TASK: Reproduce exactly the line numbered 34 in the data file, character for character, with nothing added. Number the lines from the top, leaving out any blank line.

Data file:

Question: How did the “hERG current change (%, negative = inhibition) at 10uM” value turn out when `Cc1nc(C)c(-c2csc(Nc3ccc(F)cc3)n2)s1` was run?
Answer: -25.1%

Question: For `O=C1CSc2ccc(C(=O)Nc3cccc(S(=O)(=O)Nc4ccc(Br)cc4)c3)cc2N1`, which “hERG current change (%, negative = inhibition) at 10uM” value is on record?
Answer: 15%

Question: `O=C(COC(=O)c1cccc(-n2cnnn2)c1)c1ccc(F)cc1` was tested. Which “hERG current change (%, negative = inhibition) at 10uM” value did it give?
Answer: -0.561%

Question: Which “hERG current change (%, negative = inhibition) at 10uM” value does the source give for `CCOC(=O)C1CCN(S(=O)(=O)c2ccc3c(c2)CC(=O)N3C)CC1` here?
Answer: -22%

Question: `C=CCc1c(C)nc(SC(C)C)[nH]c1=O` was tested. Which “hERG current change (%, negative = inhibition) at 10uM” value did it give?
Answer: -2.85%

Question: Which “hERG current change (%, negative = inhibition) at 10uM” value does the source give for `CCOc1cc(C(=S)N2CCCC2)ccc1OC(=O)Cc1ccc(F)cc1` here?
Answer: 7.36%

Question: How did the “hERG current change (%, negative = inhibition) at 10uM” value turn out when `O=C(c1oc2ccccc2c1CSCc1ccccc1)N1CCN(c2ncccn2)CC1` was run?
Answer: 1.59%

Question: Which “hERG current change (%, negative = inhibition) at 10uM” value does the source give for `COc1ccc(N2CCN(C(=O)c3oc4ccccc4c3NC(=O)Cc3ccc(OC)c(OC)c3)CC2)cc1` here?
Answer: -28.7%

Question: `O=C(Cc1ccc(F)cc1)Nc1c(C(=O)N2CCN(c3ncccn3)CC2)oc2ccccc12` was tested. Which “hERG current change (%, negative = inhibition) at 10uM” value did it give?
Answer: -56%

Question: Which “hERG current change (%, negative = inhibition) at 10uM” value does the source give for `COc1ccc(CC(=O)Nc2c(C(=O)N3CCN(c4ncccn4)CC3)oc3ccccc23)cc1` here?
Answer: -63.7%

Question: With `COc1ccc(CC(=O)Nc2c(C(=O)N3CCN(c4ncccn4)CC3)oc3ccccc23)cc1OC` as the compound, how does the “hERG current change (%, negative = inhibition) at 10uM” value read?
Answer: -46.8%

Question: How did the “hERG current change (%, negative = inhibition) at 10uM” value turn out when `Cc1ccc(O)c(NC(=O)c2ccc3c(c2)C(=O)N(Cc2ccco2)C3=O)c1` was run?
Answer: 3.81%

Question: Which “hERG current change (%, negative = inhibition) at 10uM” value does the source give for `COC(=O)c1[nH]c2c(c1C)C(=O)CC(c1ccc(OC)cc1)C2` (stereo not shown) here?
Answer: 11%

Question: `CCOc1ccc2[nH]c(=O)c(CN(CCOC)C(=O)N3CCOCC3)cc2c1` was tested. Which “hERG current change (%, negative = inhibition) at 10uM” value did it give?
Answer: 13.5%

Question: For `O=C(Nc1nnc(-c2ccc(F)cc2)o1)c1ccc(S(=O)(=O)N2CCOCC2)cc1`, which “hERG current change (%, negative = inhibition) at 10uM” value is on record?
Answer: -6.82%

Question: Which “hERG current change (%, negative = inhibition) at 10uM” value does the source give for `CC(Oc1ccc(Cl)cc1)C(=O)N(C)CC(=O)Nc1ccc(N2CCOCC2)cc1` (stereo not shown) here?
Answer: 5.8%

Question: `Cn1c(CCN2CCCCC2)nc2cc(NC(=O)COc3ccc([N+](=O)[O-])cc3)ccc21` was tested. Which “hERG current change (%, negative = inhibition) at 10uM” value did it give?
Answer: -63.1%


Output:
Answer: -63.1%